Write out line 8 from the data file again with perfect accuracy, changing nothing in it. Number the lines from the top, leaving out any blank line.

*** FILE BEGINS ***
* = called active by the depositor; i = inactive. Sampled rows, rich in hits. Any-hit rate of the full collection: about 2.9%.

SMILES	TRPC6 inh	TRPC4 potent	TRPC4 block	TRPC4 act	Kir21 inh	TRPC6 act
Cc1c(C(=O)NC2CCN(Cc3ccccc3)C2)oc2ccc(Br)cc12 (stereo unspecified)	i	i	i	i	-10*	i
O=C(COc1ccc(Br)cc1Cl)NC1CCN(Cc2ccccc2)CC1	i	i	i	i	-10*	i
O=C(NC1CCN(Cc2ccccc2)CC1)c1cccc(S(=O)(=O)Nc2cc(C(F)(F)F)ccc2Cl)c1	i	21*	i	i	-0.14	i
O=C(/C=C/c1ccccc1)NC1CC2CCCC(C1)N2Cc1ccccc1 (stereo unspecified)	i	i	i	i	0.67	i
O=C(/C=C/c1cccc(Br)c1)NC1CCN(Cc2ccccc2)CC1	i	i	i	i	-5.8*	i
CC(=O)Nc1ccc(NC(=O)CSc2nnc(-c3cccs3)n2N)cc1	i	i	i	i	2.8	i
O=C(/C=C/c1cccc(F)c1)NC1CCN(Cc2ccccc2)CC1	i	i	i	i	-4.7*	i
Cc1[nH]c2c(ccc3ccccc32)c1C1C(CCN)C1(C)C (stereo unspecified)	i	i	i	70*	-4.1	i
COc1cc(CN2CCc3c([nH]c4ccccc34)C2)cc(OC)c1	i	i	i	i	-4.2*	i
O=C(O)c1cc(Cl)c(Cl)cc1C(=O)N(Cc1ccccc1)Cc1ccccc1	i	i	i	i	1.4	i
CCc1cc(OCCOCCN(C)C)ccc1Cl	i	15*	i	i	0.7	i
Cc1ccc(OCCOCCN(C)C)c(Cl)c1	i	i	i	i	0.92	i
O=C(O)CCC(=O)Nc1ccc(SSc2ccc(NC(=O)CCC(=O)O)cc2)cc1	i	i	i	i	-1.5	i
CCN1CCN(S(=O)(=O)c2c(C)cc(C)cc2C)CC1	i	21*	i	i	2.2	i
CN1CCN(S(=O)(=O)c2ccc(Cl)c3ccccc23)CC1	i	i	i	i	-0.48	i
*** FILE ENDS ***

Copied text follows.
CC(=O)Nc1ccc(NC(=O)CSc2nnc(-c3cccs3)n2N)cc1	i	i	i	i	2.8	i